Another question for the Data Commissioner

Just couldn’t get that answer I received from the Data Commissioner out of my mind regarding the naming of companies in his annual report so I’ve asked for some clarification.


Thank you for the information regarding the naming of companies/individuals in the Data Commissioner’s Annual Report.

I am, however, still puzzled and would be grateful if you could explain further.

My understanding is that, under the rule of absolute privilege, a statement cannot be sued on as defamatory even if made maliciously.

The most visible example, as you will know, is the absolute privilege extended to politicians speaking in the Houses of the Oireachtas.

My understanding is that this legal facility is given to politicians so that they can bring certain matters to public attention without fear of being sued.

In other words, the facility acts as a protection for politicians and, I presume, the Data Commissioner, so that they can serve the public interest by making pubic, information which could not otherwise be made available outside of absolute privilege.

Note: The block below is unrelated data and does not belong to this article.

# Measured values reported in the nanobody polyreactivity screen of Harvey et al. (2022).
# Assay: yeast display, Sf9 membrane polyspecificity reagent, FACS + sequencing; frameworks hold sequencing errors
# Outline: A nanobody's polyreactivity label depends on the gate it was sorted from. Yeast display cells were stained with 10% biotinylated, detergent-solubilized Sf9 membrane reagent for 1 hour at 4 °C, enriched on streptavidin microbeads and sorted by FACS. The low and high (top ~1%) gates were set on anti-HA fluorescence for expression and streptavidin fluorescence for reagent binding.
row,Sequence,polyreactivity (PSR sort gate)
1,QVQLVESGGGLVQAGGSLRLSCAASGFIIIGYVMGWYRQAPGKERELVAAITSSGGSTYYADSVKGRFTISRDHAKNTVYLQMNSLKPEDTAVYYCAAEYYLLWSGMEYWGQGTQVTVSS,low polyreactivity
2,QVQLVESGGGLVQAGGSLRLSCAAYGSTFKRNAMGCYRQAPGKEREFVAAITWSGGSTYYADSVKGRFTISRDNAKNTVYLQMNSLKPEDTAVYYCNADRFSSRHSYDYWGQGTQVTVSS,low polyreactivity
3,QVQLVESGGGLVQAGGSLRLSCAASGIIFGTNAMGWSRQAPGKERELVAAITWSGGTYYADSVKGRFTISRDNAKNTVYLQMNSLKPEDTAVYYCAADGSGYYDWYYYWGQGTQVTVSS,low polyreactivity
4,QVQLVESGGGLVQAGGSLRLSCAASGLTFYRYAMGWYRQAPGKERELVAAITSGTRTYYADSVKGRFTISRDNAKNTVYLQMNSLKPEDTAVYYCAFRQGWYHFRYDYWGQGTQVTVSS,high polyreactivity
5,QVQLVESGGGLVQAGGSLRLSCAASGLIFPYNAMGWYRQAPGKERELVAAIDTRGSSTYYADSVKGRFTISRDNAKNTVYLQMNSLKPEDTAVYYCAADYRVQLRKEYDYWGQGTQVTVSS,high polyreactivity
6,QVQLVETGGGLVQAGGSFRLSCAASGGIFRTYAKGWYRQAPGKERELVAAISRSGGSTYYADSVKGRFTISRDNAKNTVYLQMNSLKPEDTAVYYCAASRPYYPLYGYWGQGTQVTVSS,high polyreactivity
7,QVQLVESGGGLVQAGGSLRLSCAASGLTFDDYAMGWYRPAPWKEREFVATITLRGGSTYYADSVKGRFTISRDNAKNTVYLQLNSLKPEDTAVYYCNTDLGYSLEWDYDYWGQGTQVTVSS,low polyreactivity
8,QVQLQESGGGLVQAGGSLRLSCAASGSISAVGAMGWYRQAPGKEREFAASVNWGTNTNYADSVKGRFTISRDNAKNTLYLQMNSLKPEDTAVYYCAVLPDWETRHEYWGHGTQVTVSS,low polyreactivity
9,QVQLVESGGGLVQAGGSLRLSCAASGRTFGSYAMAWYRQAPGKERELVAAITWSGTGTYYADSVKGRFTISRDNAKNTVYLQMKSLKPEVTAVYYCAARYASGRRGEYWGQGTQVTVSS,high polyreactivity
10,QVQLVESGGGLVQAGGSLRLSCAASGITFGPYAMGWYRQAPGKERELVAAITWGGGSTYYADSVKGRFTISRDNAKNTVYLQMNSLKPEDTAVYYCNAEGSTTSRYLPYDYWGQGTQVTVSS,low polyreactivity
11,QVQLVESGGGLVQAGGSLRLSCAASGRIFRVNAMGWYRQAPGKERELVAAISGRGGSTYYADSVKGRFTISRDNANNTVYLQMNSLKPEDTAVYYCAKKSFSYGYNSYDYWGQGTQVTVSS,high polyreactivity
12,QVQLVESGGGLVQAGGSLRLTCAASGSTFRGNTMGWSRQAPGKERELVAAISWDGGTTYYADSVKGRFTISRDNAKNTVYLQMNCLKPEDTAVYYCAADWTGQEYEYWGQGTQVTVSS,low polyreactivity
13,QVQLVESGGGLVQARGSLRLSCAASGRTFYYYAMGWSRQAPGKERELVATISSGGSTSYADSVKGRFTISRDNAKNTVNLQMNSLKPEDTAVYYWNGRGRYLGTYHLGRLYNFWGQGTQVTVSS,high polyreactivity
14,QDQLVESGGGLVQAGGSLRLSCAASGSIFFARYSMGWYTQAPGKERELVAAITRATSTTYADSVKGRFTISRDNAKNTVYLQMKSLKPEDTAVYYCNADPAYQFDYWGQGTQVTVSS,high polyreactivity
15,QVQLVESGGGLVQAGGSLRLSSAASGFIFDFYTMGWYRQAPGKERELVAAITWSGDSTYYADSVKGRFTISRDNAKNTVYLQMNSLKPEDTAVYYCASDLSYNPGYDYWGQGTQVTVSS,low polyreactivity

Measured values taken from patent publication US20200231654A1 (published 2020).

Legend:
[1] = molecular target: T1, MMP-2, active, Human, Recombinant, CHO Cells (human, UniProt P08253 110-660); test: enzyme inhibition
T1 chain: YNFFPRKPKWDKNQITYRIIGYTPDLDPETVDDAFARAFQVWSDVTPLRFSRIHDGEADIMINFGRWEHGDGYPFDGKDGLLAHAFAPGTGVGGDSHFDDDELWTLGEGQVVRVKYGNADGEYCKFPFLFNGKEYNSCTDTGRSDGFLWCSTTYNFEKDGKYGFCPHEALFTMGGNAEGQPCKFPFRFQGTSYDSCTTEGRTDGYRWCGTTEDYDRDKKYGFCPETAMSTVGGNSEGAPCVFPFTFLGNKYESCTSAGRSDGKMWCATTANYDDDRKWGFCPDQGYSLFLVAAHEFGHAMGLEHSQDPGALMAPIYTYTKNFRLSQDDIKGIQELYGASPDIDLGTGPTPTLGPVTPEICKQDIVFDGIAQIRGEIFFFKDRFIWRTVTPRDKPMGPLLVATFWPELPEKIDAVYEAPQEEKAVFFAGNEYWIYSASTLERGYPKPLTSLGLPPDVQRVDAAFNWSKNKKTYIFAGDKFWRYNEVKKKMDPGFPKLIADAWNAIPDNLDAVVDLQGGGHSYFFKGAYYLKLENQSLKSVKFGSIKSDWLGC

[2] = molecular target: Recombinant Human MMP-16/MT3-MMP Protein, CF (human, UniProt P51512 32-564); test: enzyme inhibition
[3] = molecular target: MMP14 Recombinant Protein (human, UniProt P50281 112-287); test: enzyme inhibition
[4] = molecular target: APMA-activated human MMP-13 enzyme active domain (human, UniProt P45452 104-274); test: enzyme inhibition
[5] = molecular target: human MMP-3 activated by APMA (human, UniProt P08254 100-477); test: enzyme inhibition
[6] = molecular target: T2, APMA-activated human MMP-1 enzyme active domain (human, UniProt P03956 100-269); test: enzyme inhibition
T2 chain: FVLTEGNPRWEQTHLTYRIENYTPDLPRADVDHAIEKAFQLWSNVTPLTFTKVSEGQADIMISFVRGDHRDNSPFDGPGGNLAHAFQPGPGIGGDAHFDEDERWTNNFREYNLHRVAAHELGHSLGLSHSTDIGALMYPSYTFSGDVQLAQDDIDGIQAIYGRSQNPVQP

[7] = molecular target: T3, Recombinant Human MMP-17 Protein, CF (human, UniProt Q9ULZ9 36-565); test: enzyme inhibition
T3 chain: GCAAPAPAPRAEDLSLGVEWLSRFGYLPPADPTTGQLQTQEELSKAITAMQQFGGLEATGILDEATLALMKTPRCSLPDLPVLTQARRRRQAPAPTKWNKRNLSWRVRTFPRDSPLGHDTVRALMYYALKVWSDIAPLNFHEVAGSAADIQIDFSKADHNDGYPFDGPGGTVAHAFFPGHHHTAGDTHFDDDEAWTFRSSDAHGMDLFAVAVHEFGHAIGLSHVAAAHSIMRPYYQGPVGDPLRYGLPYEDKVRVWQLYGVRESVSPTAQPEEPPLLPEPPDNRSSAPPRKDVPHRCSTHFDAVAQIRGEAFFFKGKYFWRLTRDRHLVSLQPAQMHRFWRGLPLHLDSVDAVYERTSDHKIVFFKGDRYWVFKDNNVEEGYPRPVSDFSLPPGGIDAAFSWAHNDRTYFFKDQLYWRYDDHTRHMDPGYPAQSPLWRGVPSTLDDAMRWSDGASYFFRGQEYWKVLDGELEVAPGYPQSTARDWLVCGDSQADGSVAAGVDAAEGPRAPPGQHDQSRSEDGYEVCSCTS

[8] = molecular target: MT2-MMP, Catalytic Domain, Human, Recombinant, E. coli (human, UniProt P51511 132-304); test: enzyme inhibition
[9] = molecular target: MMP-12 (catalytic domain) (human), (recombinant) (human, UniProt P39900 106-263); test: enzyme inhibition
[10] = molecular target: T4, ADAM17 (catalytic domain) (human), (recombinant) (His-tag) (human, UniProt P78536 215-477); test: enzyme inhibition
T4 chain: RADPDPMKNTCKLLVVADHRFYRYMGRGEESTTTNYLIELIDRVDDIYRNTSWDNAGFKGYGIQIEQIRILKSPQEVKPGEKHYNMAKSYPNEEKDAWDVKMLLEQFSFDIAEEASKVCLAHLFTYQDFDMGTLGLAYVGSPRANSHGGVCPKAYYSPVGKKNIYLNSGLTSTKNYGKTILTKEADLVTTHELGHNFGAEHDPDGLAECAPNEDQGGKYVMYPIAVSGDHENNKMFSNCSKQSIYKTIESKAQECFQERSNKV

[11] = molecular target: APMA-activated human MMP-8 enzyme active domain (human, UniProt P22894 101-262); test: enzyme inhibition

I would be grateful if you could help clarify the matter for me by answering the following question.

How is it possible to name some companies under the protection of absolute privilege but not to name others given that the entire report clearly enjoys the protection of absolute privilege?

The decision to name some but not others is especially puzzling when it is realised that some of the breaches are practically identical.

For example:

Case 13 deals with a company refusing to divulge information to a customer and the company is named.

Case 10, on the other hand, deals with financial institutions refusing to divulge information to customers but the Commissioner decided that these companies could not be named.

Yours etc.,
Anthony Sheridan